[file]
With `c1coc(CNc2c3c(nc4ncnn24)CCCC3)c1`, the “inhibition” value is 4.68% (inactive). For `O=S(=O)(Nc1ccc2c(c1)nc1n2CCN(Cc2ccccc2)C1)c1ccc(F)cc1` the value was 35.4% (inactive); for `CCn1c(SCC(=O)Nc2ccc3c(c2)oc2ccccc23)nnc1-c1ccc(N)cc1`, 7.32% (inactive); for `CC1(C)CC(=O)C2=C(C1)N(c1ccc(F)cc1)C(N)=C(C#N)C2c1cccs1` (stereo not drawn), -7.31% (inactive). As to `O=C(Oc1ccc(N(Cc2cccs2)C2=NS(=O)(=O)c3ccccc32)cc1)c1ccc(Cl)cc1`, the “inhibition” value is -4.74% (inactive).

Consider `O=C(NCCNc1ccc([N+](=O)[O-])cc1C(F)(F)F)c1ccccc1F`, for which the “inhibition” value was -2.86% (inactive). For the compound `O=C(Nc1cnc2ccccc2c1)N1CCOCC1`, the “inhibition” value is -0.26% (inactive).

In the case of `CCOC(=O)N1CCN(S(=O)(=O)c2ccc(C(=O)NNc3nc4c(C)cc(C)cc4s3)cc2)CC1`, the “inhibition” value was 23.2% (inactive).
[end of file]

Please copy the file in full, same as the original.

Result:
With `c1coc(CNc2c3c(nc4ncnn24)CCCC3)c1`, the “inhibition” value is 4.68% (inactive). For `O=S(=O)(Nc1ccc2c(c1)nc1n2CCN(Cc2ccccc2)C1)c1ccc(F)cc1` the value was 35.4% (inactive); for `CCn1c(SCC(=O)Nc2ccc3c(c2)oc2ccccc23)nnc1-c1ccc(N)cc1`, 7.32% (inactive); for `CC1(C)CC(=O)C2=C(C1)N(c1ccc(F)cc1)C(N)=C(C#N)C2c1cccs1` (stereo not drawn), -7.31% (inactive). As to `O=C(Oc1ccc(N(Cc2cccs2)C2=NS(=O)(=O)c3ccccc32)cc1)c1ccc(Cl)cc1`, the “inhibition” value is -4.74% (inactive).

Consider `O=C(NCCNc1ccc([N+](=O)[O-])cc1C(F)(F)F)c1ccccc1F`, for which the “inhibition” value was -2.86% (inactive). For the compound `O=C(Nc1cnc2ccccc2c1)N1CCOCC1`, the “inhibition” value is -0.26% (inactive).

In the case of `CCOC(=O)N1CCN(S(=O)(=O)c2ccc(C(=O)NNc3nc4c(C)cc(C)cc4s3)cc2)CC1`, the “inhibition” value was 23.2% (inactive).